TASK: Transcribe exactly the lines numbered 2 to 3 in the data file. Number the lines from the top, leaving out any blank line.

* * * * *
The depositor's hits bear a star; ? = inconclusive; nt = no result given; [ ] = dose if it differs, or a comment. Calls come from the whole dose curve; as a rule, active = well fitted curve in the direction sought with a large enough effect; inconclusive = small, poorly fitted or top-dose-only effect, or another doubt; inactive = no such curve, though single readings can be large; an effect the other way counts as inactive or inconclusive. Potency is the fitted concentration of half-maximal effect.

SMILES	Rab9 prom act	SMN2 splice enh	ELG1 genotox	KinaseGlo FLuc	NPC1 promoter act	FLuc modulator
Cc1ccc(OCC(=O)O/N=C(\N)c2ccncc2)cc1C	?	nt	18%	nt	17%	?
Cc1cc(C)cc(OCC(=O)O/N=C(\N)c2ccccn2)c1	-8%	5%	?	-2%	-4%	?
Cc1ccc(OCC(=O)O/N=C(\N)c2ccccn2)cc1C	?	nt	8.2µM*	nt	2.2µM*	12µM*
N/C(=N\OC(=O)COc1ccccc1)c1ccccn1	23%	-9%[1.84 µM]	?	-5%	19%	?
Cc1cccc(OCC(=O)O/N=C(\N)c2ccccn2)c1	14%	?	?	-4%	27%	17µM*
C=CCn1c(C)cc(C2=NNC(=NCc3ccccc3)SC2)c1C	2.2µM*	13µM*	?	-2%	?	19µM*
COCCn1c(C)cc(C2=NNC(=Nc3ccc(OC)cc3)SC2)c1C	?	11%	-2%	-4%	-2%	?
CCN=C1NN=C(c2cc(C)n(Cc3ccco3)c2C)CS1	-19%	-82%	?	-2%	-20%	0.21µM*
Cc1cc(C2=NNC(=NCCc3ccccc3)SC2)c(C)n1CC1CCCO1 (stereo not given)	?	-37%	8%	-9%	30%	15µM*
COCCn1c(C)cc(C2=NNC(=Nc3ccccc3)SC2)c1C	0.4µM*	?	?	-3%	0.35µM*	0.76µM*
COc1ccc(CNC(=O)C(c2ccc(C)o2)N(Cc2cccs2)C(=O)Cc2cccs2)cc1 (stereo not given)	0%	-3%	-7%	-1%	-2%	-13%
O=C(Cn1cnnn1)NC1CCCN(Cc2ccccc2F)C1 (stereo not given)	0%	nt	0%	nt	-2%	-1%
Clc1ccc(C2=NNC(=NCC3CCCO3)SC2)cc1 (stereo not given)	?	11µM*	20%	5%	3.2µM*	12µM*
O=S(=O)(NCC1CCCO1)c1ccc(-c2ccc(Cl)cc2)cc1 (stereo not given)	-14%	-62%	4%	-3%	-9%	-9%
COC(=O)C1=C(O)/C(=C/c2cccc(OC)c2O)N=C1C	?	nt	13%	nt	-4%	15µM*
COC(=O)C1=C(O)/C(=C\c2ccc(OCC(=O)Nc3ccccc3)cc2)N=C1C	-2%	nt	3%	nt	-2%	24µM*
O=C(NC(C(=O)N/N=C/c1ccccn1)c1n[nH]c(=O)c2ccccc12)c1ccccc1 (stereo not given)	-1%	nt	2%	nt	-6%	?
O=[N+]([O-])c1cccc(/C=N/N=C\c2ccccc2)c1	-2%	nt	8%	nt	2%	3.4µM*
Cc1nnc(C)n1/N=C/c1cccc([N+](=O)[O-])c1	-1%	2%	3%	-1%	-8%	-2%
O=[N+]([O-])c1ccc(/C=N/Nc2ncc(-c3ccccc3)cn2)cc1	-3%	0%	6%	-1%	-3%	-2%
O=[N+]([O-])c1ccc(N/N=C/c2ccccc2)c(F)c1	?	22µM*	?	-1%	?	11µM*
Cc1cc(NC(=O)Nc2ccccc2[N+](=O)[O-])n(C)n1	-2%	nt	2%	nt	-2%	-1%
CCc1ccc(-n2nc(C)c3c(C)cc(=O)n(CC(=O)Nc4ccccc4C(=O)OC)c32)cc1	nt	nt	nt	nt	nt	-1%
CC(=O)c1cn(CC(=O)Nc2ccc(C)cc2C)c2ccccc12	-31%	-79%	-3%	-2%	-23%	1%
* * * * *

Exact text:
SMILES	Rab9 prom act	SMN2 splice enh	ELG1 genotox	KinaseGlo FLuc	NPC1 promoter act	FLuc modulator
Cc1ccc(OCC(=O)O/N=C(\N)c2ccncc2)cc1C	?	nt	18%	nt	17%	?